Spielberg has had a trademark style and tone throughout his entire career, a warm hearted family man with a knack for adventure. With that in mind I knew Spielberg would be able to capture the heroic nature of this story but what I think many weren’t prepared for was how effective he would be at conveying the horror of it all. He doesn’t pull punches in showing the true Nazi evil that occurred, there are many hard moments of soldiers having guns right up to someone’s head and shooting them.

Spielberg once recalled how he would go back to editing and re-watching the footage they shot asking “did I really shoot that?” Yes he did, and it’s good that he did. There’s no reason to pull back on anything, show it for exactly what it was.


9. Tokyo Story (1953) – Yasujirô Ozu

Tokyo Story (1953)

Roger Ebert once said “Ozu is not only a great director but a great teacher, and after you know his films, a friend.” Ozu was the filmmaker’s equivalent to the old saying “with age comes wisdom”. With no other director do I feel there’s a simpler, therefore more profound, eloquence in his rhythms.

“Tokyo Story” is a film built entirely off of human lives, the kind of lives so universal and all-encompassing that it transcends its geography and time. It seems that family is what always took the most importance to Ozu in his life, growing up in a time of industrial revolution as families were becoming more and more distant from one another. Ozu kept his morals close to him through and through, thus leading to him being possibly the greatest spiritual leader in cinema.

“Tokyo Story” is as simple as you can possibly get but the lyricism in its beauty comes from the small moments we take for granted. When the grandkids are introduced to their grandparents for the first time they quickly run away, the grandparents start laughing at the children’s shyness. In this one moment Ozu shows us how generations grow apart from each other, how the young turn a blind eye to the old without even realizing it.

It’s not that we don’t have time to spend with our loved ones but that we arrange our lives in such a way where we choose to distract ourselves with other matters so we don’t have to confront the bigger questions about life, death, love, and everything in-between. Ozu was a wonderful teacher in the world of cinema and once you understand his films, he really is a friend.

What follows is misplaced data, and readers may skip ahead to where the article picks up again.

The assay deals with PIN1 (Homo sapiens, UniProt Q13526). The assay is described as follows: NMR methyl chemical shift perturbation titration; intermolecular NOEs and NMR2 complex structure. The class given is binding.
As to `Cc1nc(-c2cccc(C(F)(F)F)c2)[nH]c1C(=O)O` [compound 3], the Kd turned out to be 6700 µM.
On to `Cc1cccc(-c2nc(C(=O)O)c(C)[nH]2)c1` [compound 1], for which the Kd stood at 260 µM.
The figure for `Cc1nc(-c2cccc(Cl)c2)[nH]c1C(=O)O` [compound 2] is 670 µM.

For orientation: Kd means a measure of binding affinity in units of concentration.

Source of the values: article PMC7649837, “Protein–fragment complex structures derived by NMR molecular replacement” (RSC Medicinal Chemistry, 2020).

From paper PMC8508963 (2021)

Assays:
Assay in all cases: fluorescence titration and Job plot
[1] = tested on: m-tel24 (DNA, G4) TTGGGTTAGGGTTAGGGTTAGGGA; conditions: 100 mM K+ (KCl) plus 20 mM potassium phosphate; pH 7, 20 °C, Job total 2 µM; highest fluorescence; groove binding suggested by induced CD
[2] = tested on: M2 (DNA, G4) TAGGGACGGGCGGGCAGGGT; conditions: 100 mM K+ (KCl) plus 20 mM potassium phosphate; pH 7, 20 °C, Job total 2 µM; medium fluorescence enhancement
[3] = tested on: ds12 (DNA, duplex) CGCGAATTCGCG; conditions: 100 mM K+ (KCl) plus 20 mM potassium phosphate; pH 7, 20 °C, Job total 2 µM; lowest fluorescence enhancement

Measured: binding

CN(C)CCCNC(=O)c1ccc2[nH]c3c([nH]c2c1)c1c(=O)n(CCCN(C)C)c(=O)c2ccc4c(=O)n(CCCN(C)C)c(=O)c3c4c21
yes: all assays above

10. The Tree of Life (2011) – Terrence Malick

Terrence Malick throughout his career has partaken in nothing less than exploring the grand concepts that are larger than life. His method is told in visual poetry, showing images and allowing the underlying meaning and story to develop naturally out of what the emotion of it means to us. It feels like Malick’s entire life has built up to this film and the end result is an extravagant experience that reaches across life, time, and space.

Malick was born and raised in Waco, Texas. At an early age Malick’s younger brother, Larry, died, apparently committing suicide. Malick went on to earn his degree in philosophy and transitioned into film and the rest is history. Everything that is Terrence Malick is personified in this crowning achievement in which his life, his religion, his philosophy, his family, and his art are combined into one.

The film largely takes place in Waco, where Malick grew up, and the family is very symbolic of his own. Right down to the brother that tragically dies. It leaps ahead into the future where we see Malick’s representation of his adult life in the form of Sean Penn, a middle aged man working in a contemporary building finding himself in a Job like depression as he still feels depression for the loss of his brother. His depression is intertwined with his mother’s (Jessica Chastain) who left her faith after the death, asking God “what are we to you?”

For Malick this was him finally making peace and coming to grips with everything. Is it a coincidence that before this Malick was making a film once every decade and now he’s making something every year? I think whatever void was in Malick throughout his life he was finally able to release with this very reflective, cathartic experience.